Loading
Search
NEWS STORIES

Bat Monitor Training Class In Eagle RiverSubmitted: 04/29/2013
Story By Shardaa Gray

Photos By Shardaa Gray

EAGLE RIVER - Bird watching can be a popular hobby in the northwoods.

But a group in Eagle River wants to find out more information on a different species that also flies.

People at Trees for Tomorrow had the chance to handle the equipment they will use to survey bats.

The purpose is to determine where bats are located and find as man as possible.

Teacher, Troy Walters says they don't have a lot of information on bats.

"I think there's a few threats these days that are really difficult for bats," said Walters.

"White nose syndrome and wind turbans and things like that are increasing problems for bats."

Saving bats from those threats is important.

Walters says bats serve a lot of purposes in wildlife.

"Number one they eat a lot of mosquitoes which is beneficial for us, but they do also eat some other pest on crops and so forth," Walters said.

"So they actually do provide not just an ecological service, but some of the monetary services as well."

Walters says you can survey anytime throughout the summer.

The next class will be sometime in May.

If you're interested in attending the class, you can call Troy Walters at 715-479-6456 extension 228 or email him at troy@treesfortomorrow.com.

Text Size: + Increase | Decrease -
| Print Story | Email Story
Sponsored in part by HodagSports.com





 IN OTHER NEWS

Play Video

LANGLADE COUNTY - It's a long season for the carnival.

"Twenty-one weeks of summer," said A + P Enterprise manager Pauline Kedrowicz.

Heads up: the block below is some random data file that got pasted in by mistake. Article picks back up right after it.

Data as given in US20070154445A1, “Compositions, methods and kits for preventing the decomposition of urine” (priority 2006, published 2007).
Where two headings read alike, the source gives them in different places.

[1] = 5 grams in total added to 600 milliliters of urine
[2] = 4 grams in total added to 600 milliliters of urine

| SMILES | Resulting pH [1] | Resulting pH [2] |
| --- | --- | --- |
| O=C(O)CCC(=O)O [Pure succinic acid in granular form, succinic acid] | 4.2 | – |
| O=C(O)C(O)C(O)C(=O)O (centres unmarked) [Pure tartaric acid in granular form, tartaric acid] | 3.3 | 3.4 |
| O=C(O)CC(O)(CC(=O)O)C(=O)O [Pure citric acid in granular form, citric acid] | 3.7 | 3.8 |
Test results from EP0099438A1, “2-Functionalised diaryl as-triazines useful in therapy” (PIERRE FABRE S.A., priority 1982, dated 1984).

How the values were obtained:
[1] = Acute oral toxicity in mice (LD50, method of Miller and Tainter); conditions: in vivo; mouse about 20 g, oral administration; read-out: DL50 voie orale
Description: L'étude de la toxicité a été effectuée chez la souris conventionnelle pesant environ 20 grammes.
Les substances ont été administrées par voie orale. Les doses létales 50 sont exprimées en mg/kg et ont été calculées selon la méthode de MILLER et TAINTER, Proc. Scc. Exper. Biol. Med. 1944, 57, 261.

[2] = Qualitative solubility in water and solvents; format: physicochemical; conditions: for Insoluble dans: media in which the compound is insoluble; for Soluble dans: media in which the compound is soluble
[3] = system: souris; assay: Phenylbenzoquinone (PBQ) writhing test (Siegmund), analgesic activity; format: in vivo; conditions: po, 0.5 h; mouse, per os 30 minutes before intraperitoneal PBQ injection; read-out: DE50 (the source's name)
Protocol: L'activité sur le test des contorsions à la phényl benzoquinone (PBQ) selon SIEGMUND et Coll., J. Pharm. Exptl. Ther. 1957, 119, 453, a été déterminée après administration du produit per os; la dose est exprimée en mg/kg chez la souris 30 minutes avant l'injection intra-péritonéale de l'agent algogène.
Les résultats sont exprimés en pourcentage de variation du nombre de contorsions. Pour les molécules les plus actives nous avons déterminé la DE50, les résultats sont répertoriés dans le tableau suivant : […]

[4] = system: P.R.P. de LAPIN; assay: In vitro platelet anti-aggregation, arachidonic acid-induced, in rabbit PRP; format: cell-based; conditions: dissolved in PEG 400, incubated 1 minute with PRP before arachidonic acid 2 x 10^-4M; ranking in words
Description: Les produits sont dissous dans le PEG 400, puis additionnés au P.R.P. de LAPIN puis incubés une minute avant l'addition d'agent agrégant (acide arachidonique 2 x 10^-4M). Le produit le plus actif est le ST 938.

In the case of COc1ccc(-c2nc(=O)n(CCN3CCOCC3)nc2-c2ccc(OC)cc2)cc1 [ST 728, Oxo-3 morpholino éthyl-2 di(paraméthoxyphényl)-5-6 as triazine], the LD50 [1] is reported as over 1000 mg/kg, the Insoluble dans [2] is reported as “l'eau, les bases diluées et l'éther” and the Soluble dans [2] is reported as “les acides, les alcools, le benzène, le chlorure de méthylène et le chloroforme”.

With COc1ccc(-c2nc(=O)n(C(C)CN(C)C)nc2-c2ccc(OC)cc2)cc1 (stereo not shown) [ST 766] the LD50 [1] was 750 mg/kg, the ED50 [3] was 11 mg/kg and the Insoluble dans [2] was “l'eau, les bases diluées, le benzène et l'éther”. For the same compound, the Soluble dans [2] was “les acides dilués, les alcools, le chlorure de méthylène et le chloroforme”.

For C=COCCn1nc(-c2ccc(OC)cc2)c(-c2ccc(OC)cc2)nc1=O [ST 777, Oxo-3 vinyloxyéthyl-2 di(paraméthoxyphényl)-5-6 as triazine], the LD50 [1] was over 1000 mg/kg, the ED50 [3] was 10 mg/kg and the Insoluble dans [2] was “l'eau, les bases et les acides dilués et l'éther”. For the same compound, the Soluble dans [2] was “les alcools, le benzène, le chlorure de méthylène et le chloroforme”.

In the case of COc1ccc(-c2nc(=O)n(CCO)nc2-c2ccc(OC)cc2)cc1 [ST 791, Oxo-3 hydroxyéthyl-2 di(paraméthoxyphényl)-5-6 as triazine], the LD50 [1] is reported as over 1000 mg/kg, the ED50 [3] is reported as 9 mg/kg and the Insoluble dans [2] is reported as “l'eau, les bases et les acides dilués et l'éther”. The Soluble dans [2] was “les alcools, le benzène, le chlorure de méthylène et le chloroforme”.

From May to September, A + P Enterprise, based near Stevens Point, puts on carnivals in Wisconsin. This weekend it's at the Langlade County Fair.

+ Read More

Play Video

CRANDON - Nearly 200 vendors will make their way to Crandon this weekend for the annual Kentuck Day Festival.

Among them is a former nationally ranked snow-cross racer turned peanut brittle chef.

+ Read More

Play Video

ANTIGO - World-class athletes hope to etch their names into the history books during the 2016 Summer Olympics in Rio de Janeiro. But all the hard work isn't done by the athletes alone.

"I'm just going to focus on what I'm there for, and that's to do the best I can for my athletes," said Antigo native Dr. Curt Draeger.

+ Read More

Play Video

ANTIGO - When the Kretz family started the Kretz Lumber Company here in Antigo in 1929, they built part of the original saw mill with hemlock that grew near the property.  Now, a piece of hemlock far older than that serves as a reminder of the company's rich history.

+ Read More

Play Video

WHITE LAKE - There's a lot of pride in the Village of White Lake.

The people there are proud of their school, proud of their health center, and proud of their history.

"There's just so much history here. It's just a good little place," said White Lake Area Historical Society secretary Judy Popelka. 

+ Read More

Play Video

ANTIGO - In one way, Antigo Silt Loam isn't all that special.

"The reason the Antigo Silt Loam soil was selected wasn't that it represented the whole state, or exists throughout the whole state, or that it was the most productive," said Matt Ruark, an associate professor in the Soil Science department at UW-Madison.

But in 1983, it was selected as the official Wisconsin state soil for a special reason.

"It was the most uniquely 'Wisconsin,'" Ruark said.

+ Read More

WAUSAU - A 43-year-old Marathon County man will go to prison for more than a decade for incest after being convicted in Marathon County court Friday.

Micheal Mayville was originally charged with multiple counts of incest and second-degree sexual assault in two separate cases. Those assault charges were ultimately dismissed.

+ Read More
+ More General News
Search: 




Click Here